These and other objects and features of the present invention will become more fully apparent from the following description and appended claims taken in conjunction with the accompanying drawing.
FIG. 1 shows the pallet of the present invention as used in an automated storage and retrieval system for automobiles.
FIG. 2 is a perspective view of the car transportation pallet of the present invention.
FIG. 3 is a top plan view of the pallet of FIG. 2.
FIG. 4 is a cross-sectional view of the pallet of FIG. 3, taken along cutting plane line 4--4.
Reference is now made to the drawing wherein like parts are designated with like numerals throughout.
1. The Overall System of FIG. 1
The automobile transportation and storage pallet of the present invention is designed for use in transporting and storing automobiles in automated storage and retrieval systems, although it can be used in any system for transporting or storing automobiles. Such an automated system is generally illustrated in FIG. 1.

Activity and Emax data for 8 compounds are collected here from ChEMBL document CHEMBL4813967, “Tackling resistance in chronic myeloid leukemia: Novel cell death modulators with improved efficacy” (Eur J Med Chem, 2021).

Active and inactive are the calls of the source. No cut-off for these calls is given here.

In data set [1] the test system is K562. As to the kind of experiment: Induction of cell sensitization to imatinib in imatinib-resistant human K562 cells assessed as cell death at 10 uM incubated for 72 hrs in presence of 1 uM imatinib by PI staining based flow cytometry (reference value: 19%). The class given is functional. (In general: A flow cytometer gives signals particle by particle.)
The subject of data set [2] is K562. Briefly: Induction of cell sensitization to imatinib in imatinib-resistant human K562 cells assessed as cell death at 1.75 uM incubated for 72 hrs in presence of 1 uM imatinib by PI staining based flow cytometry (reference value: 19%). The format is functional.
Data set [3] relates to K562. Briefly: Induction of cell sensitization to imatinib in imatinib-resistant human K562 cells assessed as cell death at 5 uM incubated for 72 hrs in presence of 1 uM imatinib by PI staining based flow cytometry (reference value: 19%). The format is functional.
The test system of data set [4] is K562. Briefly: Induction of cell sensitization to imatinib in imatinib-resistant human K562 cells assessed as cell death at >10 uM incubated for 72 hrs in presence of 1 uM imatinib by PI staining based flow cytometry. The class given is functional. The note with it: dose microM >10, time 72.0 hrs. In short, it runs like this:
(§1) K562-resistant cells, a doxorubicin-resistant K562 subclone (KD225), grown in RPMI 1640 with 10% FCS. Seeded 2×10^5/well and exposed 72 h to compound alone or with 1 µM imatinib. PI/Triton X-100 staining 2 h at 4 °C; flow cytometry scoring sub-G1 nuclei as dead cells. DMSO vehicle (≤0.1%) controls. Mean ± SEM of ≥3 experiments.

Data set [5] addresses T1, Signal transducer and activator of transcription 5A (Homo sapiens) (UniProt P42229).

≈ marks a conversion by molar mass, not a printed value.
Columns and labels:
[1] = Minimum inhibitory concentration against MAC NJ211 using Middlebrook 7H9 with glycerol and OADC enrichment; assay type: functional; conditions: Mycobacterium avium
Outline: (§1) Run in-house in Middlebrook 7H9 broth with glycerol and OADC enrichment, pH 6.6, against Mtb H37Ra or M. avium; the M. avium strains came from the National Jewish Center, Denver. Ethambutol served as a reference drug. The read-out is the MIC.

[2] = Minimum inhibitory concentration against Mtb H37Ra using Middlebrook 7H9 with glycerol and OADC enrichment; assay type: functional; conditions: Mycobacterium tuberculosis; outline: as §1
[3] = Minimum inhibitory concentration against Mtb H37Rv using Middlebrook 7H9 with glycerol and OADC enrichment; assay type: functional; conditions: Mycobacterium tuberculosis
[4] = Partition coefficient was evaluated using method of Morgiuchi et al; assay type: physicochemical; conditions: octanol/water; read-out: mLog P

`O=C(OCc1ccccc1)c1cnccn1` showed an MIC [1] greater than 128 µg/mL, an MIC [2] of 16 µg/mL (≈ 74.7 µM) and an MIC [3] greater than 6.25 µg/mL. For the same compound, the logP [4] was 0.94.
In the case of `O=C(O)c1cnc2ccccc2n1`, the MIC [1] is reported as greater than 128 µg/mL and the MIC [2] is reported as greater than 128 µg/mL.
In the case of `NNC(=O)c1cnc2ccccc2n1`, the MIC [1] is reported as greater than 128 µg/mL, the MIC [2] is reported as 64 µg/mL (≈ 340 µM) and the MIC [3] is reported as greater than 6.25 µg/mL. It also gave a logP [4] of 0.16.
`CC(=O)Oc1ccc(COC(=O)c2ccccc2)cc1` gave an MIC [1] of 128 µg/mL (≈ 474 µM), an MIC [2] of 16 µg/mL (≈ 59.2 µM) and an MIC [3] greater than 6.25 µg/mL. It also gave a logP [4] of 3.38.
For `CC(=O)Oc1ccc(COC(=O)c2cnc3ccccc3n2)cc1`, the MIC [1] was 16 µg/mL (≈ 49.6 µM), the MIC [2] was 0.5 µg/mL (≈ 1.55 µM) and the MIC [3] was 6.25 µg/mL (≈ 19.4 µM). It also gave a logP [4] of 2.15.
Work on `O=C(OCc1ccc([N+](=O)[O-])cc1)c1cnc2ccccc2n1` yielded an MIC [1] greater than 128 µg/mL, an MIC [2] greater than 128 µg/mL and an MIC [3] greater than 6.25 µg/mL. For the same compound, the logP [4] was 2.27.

As shown in FIG. 1, a high-rise storage warehouse 20 comprises an array of storage bays 22-30. The storage bays 22-30 are separated by parallel aisles 1-5. The storage bin assemblies 22-30 are typically constructed of metal rack which open into the corresponding aisles 1-5. Each aisle is provided with a computer controlled storage/retrieval (S/R) machine 40, only one of which is illustrated in FIG. 1.